Many North Sea oil and gas firms are currently “torn” between protecting the long-term sustainability of their business and supporting those staff whose jobs were connected to now delayed or cancelled projects, according to an Oil and Gas UK (OGUK) boss.
Mike Tholen, OGUK sustainability director, said that it was “desperately hard” for affected workers and their families, but added that many firms feel it might be worse to give workers false hope of future work.
A number of North Sea firms have chosen to terminate workers rather than use the UK Government furlough scheme.
But unions have led a call for oil and gas firms to furlough all staff.
Jake Molloy, RMT regional organiser, said there was “no question about it”.
He added: “It’s down to the interpretation by the individual employer who are nervous that they are not going to get refunded by government. I don’t see why that nervousness is there. If you’ve got workers who are being displaced for any reason at this minute in time, you furlough them.”
While many have chosen to implement the furlough scheme, Mr Tholen said many firms were “torn” amid the current “challenging” business environment as to whether to shield the business or support staff.
He said: “I can only comment on the general trend and the trend I’m afraid is that companies that were pitching for a particular level of activity going forward recognise that things aren’t going to be as busy as they thought going ahead and sadly in some cases that means they are cutting back on jobs rather than have people misadvised as to the likely long-term employment prospects.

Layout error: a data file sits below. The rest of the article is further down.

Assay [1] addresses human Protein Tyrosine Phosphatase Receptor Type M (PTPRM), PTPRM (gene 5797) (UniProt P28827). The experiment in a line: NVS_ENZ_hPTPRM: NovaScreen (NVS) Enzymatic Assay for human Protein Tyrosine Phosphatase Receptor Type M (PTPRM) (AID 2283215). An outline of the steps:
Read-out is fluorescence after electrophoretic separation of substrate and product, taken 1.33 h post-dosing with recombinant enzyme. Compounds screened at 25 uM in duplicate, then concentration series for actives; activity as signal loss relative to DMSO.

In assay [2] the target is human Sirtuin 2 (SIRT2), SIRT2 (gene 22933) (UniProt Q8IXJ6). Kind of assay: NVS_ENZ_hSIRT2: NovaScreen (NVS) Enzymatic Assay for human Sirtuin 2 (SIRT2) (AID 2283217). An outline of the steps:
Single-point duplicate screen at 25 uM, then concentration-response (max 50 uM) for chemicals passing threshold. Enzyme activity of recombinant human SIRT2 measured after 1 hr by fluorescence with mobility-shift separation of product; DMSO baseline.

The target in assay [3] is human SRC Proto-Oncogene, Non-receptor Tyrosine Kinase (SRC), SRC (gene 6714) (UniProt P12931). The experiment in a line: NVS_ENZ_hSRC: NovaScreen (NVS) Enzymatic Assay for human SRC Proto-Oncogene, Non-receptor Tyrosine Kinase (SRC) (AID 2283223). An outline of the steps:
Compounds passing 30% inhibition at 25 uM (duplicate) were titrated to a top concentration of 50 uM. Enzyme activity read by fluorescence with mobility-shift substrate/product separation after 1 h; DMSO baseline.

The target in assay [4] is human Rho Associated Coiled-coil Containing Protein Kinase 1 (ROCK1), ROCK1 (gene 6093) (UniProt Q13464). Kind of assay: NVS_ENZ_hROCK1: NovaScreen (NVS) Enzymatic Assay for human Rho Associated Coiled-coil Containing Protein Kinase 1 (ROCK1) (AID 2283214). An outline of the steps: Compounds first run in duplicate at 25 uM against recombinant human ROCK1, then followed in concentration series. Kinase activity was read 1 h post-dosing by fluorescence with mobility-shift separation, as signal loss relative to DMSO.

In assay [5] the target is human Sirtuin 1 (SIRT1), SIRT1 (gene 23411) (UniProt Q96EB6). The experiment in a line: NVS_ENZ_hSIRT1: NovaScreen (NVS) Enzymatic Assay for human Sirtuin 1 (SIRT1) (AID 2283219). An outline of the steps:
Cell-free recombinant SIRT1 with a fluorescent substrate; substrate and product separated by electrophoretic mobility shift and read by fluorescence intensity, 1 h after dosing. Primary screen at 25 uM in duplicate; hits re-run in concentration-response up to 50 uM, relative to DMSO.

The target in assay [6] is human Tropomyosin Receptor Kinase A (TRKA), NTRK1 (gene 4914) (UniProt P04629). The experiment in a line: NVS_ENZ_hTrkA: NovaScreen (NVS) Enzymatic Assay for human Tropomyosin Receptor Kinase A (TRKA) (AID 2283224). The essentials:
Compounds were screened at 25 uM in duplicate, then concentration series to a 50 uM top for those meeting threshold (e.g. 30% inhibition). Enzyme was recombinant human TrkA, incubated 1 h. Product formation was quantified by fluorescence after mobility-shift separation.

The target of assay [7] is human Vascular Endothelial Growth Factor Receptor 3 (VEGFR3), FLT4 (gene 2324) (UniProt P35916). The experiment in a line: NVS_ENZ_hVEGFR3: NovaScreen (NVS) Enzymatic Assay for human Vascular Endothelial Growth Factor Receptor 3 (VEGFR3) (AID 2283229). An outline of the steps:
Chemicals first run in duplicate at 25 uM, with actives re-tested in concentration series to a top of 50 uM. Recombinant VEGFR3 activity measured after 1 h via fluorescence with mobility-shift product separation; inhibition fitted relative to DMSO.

“It’s desperately hard for the people and the families concerned, I have to recognise that.
“It’s one of the reasons that we certainly believe that the furlough scheme needs to be effective for our sector and we’re working on it.”
OGUK workforce engagement and skills manager Alix Thom agreed it was “a worrying time for many people and their families” as they face the economic consequences of the coronavirus pandemic and low oil price double whammy.
She said: “Companies face difficult decisions to ensure they are in the best place to emerge from this and each company of course is unique in how it is affected, the opportunities it sees in the future business environment and its workforce profile.
“We’ve welcomed the government’s furlough scheme which provides clarity in the short term for businesses, and are making the case to extend this period.
“However, there is no getting away from the fact that this is another challenging period for our industry coming so soon after the last downturn.”